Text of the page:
1. Robert Heinlein’s Stranger in a Strange Land

I’m going to throw around the word “profound” again, but seriously, Stranger in a Strang Land is a must-read sci-fi classic. Similar to John in Brave New World, Heinlein thrusts Valentine, who was raised by Martians and only knows of Martian customs and culture, into our society. I like that aspect of both books – writing about our world through the eyes of an outsider. And Valentine’s transformation throughout the book is stunning and perhaps somewhat outlandish. He starts out as this man-boy discovering Earth and what it means to be human, but by the end of the book (spoiler alert?) his Martian “ways” have spread and he’s become the Jesus-like figurehead of a new religion or spirituality. There’s also a fair amount of sex sprinkled throughout the book. Unconventional sex always seems to be a part of our looming dystopian future.

What are your favorite sci-fi/dystopian novels?

Halloween Special: Mad Scientist Showdown


This showdown has exploded, expanding from two to a handful of mad, neurotic fictional scientists. They’re all tied in my book – special in their own way, as the cliché goes. Who’s your favorite?

1. Mary Shelley’s Frankenstein is the original mad scientist. In Shelley’s gothic magnum opus, Dr. Victor Frankenstein must traverse the world in pursuit of his runaway creation. This is one of my favorite pieces of classic literature. Besides its obvious impact on the horror genre, it has also influenced science fiction, prompting us to ponder the question of what really makes us human. Nowadays, the monster is often mistakenly referred to as Frankenstein in pop culture, to the horror of literary nerds everywhere.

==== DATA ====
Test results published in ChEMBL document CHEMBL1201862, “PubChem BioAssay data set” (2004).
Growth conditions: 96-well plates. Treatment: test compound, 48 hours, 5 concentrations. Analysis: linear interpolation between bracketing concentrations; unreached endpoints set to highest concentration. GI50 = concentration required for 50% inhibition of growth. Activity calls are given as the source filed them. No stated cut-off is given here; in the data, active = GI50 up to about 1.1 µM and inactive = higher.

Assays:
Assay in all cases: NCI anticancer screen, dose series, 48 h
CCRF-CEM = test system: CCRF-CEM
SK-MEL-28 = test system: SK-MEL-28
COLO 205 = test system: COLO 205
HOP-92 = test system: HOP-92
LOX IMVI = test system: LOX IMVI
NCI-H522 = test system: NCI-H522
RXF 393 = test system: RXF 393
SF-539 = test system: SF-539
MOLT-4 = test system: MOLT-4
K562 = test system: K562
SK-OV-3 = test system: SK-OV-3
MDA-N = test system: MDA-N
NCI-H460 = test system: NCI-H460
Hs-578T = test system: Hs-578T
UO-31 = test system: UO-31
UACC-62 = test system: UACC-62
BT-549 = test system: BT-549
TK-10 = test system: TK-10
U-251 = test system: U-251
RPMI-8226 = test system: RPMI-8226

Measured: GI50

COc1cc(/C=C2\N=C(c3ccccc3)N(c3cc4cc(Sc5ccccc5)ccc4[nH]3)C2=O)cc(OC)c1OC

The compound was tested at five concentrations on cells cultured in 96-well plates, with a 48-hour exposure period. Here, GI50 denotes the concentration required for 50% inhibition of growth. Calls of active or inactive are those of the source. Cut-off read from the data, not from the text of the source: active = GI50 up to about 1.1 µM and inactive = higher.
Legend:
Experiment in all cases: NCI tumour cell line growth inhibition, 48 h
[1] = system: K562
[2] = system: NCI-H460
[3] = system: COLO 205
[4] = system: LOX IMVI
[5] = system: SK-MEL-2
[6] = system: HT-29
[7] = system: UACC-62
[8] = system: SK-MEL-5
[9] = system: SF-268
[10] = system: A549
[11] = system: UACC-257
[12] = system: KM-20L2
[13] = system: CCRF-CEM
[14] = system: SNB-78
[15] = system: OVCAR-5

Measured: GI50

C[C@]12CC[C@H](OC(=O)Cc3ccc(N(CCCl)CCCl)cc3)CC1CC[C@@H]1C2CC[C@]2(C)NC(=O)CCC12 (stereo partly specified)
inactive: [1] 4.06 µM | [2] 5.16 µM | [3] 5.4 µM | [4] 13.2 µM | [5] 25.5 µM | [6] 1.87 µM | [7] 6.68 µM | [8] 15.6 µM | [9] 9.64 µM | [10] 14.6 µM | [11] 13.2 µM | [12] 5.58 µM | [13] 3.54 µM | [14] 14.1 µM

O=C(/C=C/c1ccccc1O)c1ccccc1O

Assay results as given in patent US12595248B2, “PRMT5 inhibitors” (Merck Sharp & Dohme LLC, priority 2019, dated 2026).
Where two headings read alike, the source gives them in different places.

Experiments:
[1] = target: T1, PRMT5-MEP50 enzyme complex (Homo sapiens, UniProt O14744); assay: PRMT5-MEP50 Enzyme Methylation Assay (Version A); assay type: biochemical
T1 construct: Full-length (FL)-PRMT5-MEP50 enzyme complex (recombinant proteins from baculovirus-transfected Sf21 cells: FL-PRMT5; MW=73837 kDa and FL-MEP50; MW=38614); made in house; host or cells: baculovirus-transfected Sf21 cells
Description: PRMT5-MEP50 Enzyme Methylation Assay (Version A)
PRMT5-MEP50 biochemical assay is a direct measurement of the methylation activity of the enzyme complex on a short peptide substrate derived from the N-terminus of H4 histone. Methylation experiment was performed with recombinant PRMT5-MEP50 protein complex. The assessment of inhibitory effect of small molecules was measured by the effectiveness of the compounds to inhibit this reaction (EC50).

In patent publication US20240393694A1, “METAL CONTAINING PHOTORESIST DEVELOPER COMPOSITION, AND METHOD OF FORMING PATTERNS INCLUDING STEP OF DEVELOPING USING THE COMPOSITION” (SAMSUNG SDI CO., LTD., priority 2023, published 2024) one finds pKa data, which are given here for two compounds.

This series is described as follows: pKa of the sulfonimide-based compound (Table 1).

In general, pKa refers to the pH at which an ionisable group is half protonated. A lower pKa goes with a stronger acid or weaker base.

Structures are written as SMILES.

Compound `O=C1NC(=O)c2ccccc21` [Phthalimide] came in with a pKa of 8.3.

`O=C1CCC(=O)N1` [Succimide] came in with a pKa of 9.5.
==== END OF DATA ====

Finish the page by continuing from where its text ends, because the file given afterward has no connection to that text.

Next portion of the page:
2. Dr. Whale (***SPOILER ALERT***), as we now know, is Once Upon A Time’s version of Frankenstein. In Season 1, we got to know him as the (hot) asshole that didn’t call Mary Margaret back after a one night stand. In tonight’s episode, Dr. Whale tries to bring back Regina’s love, Daniel, back to life in hopes that she will repay this favor by sending him back to his own world. But the resurrected Daniel is not the stable boy Regina once fell in the love, although he makes one sexy monster. The episode also takes us back to Queen Regina’s first encounter with Dr. Whale/Victor, in which he deceives her into thinking he is trying to bring Daniel back to life, when all he really wants is an enchanted heart from her world. (I may have to go off on a tangent about this episode in another post, it gave me so many fan-gasms.) Quote of the Night: When Victor says, “It’s not magic…it’s science.” Science, ftw.